Skip navigation
Skip navigation

Regional variation in infant hypoallergenic formula prescriptions in Australia

Mullins, Raymond; Clark, Sunday; Camargo, Carlos A

Description

There is little information on the regional distribution of food allergy in Australia. We examined the influence of latitude (a marker of sunlight/vitamin D status) on food allergy, as measured by 2007 infant hypoallergenic formula (IHF) prescription rates in children ages 0-2 yrs. Data were compiled from the 52 statistical divisions in mainland Australia plus the island of Tasmania (n = 53 observations). Data from the Australian Department of Health and Aging and the Australian Bureau of...[Show more]

dc.contributor.authorMullins, Raymond
dc.contributor.authorClark, Sunday
dc.contributor.authorCamargo, Carlos A
dc.date.accessioned2015-12-10T22:13:40Z
dc.identifier.issn0905-6157
dc.identifier.urihttp://hdl.handle.net/1885/49855
dc.description.abstractThere is little information on the regional distribution of food allergy in Australia. We examined the influence of latitude (a marker of sunlight/vitamin D status) on food allergy, as measured by 2007 infant hypoallergenic formula (IHF) prescription rates in children ages 0-2 yrs. Data were compiled from the 52 statistical divisions in mainland Australia plus the island of Tasmania (n = 53 observations). Data from the Australian Department of Health and Aging and the Australian Bureau of Statistics were analysed by statistical division. There was significant regional variability in hypoallergenic formula prescription rates (per 100,000 population/yr), with the highest rates in southern Australia (14,406) and the lowest in the north (721), compared with a national average of 4099. Geographical factors (decreasing latitude and increasing longitude) were associated with a higher rate of IHF prescriptions, such that rates were higher in southern vs. northern regions, and in eastern compared with western regions. Controlling for longitude, physician density and markers of socioeconomic status, southern latitudes were associated with higher hypoallergenic formulae prescription rates [β, -147.98; 95% confidence interval (CI) = -281.83 to -14.14; p = 0.03]. Controlling for latitude, physician density and markers of socioeconomic status, eastern longitudes were also associated with higher hypoallergenic formulae prescription rates (β, 89.69; 95% CI = 2.90-176.49; p = 0.04). Among young children, hypoallergenic formula prescription rates are more common in the southern and eastern regions of Australia. These data provide support for a possible role of sun exposure/vitamin D status (amongst other potential factors) in the pathogenesis of food allergy.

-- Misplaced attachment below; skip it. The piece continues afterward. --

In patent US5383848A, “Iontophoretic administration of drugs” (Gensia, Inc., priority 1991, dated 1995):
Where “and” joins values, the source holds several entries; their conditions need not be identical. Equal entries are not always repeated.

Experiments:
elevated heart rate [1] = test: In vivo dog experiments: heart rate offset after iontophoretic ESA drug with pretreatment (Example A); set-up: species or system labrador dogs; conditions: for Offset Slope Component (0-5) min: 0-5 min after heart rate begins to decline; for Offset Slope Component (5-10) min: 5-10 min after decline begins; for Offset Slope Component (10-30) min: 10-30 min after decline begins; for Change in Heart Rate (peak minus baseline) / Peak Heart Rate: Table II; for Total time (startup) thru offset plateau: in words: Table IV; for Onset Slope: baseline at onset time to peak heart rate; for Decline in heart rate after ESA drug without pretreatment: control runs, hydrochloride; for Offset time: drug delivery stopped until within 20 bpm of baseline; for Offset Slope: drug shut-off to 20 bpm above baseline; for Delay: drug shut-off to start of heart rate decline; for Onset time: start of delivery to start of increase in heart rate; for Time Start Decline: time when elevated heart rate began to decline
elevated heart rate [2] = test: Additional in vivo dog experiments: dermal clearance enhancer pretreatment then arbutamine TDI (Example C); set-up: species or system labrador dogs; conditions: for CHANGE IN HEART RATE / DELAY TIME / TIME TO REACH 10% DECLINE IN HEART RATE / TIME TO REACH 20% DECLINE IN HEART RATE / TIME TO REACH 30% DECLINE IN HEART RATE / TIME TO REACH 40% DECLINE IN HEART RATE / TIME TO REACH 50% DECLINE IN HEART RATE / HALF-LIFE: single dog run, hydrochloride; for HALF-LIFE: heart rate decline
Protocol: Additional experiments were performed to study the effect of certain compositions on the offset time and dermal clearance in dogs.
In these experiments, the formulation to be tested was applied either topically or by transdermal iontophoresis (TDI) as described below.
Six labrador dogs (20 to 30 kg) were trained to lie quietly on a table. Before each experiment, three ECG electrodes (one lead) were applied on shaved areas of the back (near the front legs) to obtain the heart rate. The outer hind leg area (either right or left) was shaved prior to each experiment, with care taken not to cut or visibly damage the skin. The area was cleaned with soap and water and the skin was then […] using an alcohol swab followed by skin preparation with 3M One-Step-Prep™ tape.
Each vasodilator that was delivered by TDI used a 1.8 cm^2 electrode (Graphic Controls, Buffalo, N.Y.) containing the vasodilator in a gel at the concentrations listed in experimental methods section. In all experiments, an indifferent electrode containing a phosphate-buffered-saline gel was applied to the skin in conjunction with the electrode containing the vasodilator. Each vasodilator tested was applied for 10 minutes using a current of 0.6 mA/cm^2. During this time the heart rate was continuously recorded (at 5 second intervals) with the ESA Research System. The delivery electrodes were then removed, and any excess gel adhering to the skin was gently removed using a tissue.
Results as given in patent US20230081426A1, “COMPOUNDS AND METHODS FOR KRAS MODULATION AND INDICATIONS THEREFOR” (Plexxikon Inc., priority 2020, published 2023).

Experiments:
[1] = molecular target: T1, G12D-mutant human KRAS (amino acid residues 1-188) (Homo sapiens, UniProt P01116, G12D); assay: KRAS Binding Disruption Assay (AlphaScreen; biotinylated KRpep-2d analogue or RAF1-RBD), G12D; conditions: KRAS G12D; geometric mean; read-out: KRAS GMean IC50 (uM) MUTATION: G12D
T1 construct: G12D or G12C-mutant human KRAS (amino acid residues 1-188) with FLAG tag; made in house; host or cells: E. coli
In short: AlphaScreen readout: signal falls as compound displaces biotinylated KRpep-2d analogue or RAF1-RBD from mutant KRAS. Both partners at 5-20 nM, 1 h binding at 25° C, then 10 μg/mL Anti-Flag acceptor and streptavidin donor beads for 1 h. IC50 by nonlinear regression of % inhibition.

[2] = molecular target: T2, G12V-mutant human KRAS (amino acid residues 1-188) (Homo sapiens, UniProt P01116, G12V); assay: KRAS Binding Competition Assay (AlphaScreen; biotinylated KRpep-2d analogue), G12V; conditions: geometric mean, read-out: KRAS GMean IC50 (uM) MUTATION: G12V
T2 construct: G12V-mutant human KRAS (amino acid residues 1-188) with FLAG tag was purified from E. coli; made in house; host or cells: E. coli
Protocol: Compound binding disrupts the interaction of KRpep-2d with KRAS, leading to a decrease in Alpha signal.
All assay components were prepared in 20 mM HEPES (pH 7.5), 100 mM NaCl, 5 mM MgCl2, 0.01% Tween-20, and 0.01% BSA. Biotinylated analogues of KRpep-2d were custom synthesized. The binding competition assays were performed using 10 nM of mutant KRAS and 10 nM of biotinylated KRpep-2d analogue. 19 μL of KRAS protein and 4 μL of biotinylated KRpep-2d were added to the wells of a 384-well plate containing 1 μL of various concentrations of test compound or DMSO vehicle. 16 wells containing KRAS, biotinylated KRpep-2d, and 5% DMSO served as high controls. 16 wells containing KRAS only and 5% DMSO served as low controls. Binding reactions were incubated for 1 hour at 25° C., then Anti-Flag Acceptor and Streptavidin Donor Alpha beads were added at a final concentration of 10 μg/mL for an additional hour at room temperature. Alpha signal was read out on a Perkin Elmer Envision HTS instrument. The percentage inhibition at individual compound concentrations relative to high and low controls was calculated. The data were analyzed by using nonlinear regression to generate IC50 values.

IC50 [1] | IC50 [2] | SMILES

dc.publisherBlackwell Publishing Ltd
dc.sourcePediatric Allergy and Immunology
dc.subjectKeywords: article; artificial milk; Australia; child; food allergy; geographic pathology; human; infant; infant hypoallergenic formula; major clinical study; newborn; prescription; priority journal; Australia; Child, Preschool; Drug Prescriptions; Food Hypersensiti Epidemiology; Food allergy; Infant formula; Latitude; Longitude; Vitamin D
dc.titleRegional variation in infant hypoallergenic formula prescriptions in Australia
dc.typeJournal article
local.description.notesImported from ARIES
local.identifier.citationvolume2009
dc.date.issued2009
local.identifier.absfor110701 - Allergy
local.identifier.ariespublicationu4241283xPUB193
local.type.statusPublished Version
local.contributor.affiliationMullins, Raymond, College of Medicine, Biology and Environment, ANU
local.contributor.affiliationClark, Sunday, University of Pittsburgh
local.contributor.affiliationCamargo, Carlos A, Harvard Medical School
local.description.embargo2037-12-31
local.bibliographicCitation.startpage1
local.bibliographicCitation.lastpage8
local.identifier.doi10.1111/j.1399-3038.2009.00962.x
dc.date.updated2016-02-24T10:47:25Z
local.identifier.scopusID2-s2.0-77950196204
CollectionsANU Research Publications

Download

File Description SizeFormat Image
01_Mullins_Regional_variation_in_infant_2009.pdf267.01 kBAdobe PDF    Request a copy


Items in Open Research are protected by copyright, with all rights reserved, unless otherwise indicated.

Updated:  19 May 2020/ Responsible Officer:  University Librarian/ Page Contact:  Library Systems & Web Coordinator